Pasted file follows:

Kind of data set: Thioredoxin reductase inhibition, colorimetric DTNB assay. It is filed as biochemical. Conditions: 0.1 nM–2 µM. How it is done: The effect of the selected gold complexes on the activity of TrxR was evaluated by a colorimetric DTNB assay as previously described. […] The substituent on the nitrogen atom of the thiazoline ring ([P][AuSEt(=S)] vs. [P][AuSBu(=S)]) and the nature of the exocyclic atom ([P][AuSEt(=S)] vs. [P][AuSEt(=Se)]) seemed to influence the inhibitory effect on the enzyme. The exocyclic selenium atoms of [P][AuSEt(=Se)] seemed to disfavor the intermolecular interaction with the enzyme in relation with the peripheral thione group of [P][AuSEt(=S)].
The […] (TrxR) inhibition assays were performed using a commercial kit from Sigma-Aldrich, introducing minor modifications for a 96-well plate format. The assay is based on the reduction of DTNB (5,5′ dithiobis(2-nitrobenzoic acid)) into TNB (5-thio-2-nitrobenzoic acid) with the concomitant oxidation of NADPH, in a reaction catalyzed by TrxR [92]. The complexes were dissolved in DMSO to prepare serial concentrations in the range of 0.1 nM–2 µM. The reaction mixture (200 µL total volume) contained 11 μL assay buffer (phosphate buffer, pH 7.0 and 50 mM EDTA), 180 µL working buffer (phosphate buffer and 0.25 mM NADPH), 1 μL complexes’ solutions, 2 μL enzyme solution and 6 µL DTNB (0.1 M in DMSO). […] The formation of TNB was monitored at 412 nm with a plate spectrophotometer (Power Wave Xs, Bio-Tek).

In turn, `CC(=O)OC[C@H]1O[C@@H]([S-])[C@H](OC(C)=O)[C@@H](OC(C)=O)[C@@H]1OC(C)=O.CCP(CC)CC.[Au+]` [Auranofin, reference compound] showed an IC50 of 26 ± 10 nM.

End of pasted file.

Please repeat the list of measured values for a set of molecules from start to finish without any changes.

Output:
Kind of data set: Thioredoxin reductase inhibition, colorimetric DTNB assay. It is filed as biochemical. Conditions: 0.1 nM–2 µM. How it is done: The effect of the selected gold complexes on the activity of TrxR was evaluated by a colorimetric DTNB assay as previously described. […] The substituent on the nitrogen atom of the thiazoline ring ([P][AuSEt(=S)] vs. [P][AuSBu(=S)]) and the nature of the exocyclic atom ([P][AuSEt(=S)] vs. [P][AuSEt(=Se)]) seemed to influence the inhibitory effect on the enzyme. The exocyclic selenium atoms of [P][AuSEt(=Se)] seemed to disfavor the intermolecular interaction with the enzyme in relation with the peripheral thione group of [P][AuSEt(=S)].
The […] (TrxR) inhibition assays were performed using a commercial kit from Sigma-Aldrich, introducing minor modifications for a 96-well plate format. The assay is based on the reduction of DTNB (5,5′ dithiobis(2-nitrobenzoic acid)) into TNB (5-thio-2-nitrobenzoic acid) with the concomitant oxidation of NADPH, in a reaction catalyzed by TrxR [92]. The complexes were dissolved in DMSO to prepare serial concentrations in the range of 0.1 nM–2 µM. The reaction mixture (200 µL total volume) contained 11 μL assay buffer (phosphate buffer, pH 7.0 and 50 mM EDTA), 180 µL working buffer (phosphate buffer and 0.25 mM NADPH), 1 μL complexes’ solutions, 2 μL enzyme solution and 6 µL DTNB (0.1 M in DMSO). […] The formation of TNB was monitored at 412 nm with a plate spectrophotometer (Power Wave Xs, Bio-Tek).

In turn, `CC(=O)OC[C@H]1O[C@@H]([S-])[C@H](OC(C)=O)[C@@H](OC(C)=O)[C@@H]1OC(C)=O.CCP(CC)CC.[Au+]` [Auranofin, reference compound] showed an IC50 of 26 ± 10 nM.